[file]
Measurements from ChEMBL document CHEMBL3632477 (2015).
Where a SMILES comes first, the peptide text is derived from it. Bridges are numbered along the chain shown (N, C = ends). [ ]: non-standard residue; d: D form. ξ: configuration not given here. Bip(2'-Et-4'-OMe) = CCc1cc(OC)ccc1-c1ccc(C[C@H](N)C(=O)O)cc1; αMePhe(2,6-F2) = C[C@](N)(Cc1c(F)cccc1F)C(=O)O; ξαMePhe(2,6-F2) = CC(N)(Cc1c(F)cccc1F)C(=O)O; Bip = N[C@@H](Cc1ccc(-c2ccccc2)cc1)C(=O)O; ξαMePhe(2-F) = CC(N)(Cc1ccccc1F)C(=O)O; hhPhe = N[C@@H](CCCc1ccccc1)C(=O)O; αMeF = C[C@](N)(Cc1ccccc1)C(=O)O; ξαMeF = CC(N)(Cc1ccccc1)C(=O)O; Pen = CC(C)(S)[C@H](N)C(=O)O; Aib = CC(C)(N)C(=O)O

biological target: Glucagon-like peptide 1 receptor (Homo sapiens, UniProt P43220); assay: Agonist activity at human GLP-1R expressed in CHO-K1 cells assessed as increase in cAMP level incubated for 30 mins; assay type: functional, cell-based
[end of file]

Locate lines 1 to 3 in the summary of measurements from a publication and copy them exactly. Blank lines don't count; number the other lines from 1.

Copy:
Measurements from ChEMBL document CHEMBL3632477 (2015).
Where a SMILES comes first, the peptide text is derived from it. Bridges are numbered along the chain shown (N, C = ends). [ ]: non-standard residue; d: D form. ξ: configuration not given here. Bip(2'-Et-4'-OMe) = CCc1cc(OC)ccc1-c1ccc(C[C@H](N)C(=O)O)cc1; αMePhe(2,6-F2) = C[C@](N)(Cc1c(F)cccc1F)C(=O)O; ξαMePhe(2,6-F2) = CC(N)(Cc1c(F)cccc1F)C(=O)O; Bip = N[C@@H](Cc1ccc(-c2ccccc2)cc1)C(=O)O; ξαMePhe(2-F) = CC(N)(Cc1ccccc1F)C(=O)O; hhPhe = N[C@@H](CCCc1ccccc1)C(=O)O; αMeF = C[C@](N)(Cc1ccccc1)C(=O)O; ξαMeF = CC(N)(Cc1ccccc1)C(=O)O; Pen = CC(C)(S)[C@H](N)C(=O)O; Aib = CC(C)(N)C(=O)O

biological target: Glucagon-like peptide 1 receptor (Homo sapiens, UniProt P43220); assay: Agonist activity at human GLP-1R expressed in CHO-K1 cells assessed as increase in cAMP level incubated for 30 mins; assay type: functional, cell-based